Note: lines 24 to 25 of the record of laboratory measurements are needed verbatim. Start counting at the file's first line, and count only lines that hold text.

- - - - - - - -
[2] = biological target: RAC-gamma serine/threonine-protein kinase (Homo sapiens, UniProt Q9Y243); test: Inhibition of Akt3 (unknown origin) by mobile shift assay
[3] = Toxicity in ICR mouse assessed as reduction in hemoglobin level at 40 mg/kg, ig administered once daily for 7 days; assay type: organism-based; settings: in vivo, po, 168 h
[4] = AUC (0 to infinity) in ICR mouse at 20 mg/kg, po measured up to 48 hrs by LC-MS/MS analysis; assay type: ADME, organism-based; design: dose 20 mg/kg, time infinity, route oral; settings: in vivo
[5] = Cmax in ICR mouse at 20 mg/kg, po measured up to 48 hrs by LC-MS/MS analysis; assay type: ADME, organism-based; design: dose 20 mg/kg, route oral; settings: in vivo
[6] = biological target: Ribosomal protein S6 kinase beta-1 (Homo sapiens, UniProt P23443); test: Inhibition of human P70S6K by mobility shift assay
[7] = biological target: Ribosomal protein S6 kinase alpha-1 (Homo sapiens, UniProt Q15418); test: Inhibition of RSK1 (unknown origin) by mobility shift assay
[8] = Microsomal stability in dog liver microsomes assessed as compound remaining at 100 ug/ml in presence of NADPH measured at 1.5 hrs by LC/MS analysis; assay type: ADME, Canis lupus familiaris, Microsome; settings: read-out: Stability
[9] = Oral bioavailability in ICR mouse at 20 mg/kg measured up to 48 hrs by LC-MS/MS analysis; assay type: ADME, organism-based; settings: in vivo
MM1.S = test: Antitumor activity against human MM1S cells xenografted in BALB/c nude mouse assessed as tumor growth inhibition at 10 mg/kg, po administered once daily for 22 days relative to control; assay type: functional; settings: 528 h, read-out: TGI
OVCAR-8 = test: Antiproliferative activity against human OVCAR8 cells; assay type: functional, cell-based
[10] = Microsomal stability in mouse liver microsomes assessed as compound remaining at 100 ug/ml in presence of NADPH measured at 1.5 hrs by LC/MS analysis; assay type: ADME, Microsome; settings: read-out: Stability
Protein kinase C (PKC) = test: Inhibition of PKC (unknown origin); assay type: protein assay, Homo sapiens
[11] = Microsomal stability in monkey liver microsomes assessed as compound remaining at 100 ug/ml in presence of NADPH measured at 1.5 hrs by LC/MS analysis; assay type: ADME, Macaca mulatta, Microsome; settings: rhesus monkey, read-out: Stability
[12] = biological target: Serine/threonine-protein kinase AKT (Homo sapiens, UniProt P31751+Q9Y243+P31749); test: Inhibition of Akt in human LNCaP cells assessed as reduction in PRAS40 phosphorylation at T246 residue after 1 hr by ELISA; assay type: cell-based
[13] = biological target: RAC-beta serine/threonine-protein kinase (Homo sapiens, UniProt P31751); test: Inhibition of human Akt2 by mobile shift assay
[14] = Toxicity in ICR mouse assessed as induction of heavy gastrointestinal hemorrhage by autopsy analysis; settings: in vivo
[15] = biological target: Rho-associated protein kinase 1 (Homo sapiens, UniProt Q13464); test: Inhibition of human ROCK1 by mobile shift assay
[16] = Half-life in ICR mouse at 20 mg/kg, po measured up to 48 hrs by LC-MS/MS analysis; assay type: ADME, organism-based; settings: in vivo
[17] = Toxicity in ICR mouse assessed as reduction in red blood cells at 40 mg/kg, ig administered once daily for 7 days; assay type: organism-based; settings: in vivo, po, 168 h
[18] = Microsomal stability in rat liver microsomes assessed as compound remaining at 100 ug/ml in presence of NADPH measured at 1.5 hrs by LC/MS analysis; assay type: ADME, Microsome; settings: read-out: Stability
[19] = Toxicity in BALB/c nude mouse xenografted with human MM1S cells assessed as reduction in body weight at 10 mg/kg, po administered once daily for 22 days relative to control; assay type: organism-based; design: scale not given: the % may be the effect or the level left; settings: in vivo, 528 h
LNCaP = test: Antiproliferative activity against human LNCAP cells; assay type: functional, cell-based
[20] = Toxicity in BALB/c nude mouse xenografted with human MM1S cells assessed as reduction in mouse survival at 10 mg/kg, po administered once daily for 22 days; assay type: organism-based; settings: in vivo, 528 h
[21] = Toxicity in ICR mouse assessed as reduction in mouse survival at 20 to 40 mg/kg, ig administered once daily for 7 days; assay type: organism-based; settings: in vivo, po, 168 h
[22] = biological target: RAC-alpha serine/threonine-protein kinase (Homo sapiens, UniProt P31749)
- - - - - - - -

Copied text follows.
[21] = Toxicity in ICR mouse assessed as reduction in mouse survival at 20 to 40 mg/kg, ig administered once daily for 7 days; assay type: organism-based; settings: in vivo, po, 168 h
[22] = biological target: RAC-alpha serine/threonine-protein kinase (Homo sapiens, UniProt P31749)